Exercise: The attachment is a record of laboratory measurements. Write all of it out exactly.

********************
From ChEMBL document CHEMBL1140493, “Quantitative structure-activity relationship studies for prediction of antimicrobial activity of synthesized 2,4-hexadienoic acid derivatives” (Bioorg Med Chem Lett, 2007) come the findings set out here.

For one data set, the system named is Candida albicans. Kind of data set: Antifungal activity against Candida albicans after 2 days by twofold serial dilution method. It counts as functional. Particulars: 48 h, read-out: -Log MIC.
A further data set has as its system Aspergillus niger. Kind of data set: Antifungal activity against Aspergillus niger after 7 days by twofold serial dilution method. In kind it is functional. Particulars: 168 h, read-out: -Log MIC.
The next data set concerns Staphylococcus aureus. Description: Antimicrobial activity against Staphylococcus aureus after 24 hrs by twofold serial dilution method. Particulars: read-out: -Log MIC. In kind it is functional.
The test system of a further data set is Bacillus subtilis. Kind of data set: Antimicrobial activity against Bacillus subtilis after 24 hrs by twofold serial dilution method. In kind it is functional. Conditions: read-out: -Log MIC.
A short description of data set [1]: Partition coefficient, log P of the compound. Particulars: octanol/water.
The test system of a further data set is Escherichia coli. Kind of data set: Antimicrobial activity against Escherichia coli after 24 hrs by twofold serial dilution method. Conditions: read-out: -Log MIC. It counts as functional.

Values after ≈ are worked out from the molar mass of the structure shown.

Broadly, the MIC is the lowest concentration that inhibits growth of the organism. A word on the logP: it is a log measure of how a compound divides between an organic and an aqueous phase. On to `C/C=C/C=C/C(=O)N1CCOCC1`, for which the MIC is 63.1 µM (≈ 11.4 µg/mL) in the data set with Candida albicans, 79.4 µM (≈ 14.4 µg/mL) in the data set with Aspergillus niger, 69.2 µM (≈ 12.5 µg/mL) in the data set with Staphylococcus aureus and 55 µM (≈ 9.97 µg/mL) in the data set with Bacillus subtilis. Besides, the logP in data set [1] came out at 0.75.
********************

From ChEMBL document CHEMBL1140493, “Quantitative structure-activity relationship studies for prediction of antimicrobial activity of synthesized 2,4-hexadienoic acid derivatives” (Bioorg Med Chem Lett, 2007) come the findings set out here.

For one data set, the system named is Candida albicans. Kind of data set: Antifungal activity against Candida albicans after 2 days by twofold serial dilution method. It counts as functional. Particulars: 48 h, read-out: -Log MIC.
A further data set has as its system Aspergillus niger. Kind of data set: Antifungal activity against Aspergillus niger after 7 days by twofold serial dilution method. In kind it is functional. Particulars: 168 h, read-out: -Log MIC.
The next data set concerns Staphylococcus aureus. Description: Antimicrobial activity against Staphylococcus aureus after 24 hrs by twofold serial dilution method. Particulars: read-out: -Log MIC. In kind it is functional.
The test system of a further data set is Bacillus subtilis. Kind of data set: Antimicrobial activity against Bacillus subtilis after 24 hrs by twofold serial dilution method. In kind it is functional. Conditions: read-out: -Log MIC.
A short description of data set [1]: Partition coefficient, log P of the compound. Particulars: octanol/water.
The test system of a further data set is Escherichia coli. Kind of data set: Antimicrobial activity against Escherichia coli after 24 hrs by twofold serial dilution method. Conditions: read-out: -Log MIC. It counts as functional.

Values after ≈ are worked out from the molar mass of the structure shown.

Broadly, the MIC is the lowest concentration that inhibits growth of the organism. A word on the logP: it is a log measure of how a compound divides between an organic and an aqueous phase. On to `C/C=C/C=C/C(=O)N1CCOCC1`, for which the MIC is 63.1 µM (≈ 11.4 µg/mL) in the data set with Candida albicans, 79.4 µM (≈ 14.4 µg/mL) in the data set with Aspergillus niger, 69.2 µM (≈ 12.5 µg/mL) in the data set with Staphylococcus aureus and 55 µM (≈ 9.97 µg/mL) in the data set with Bacillus subtilis. Besides, the logP in data set [1] came out at 0.75.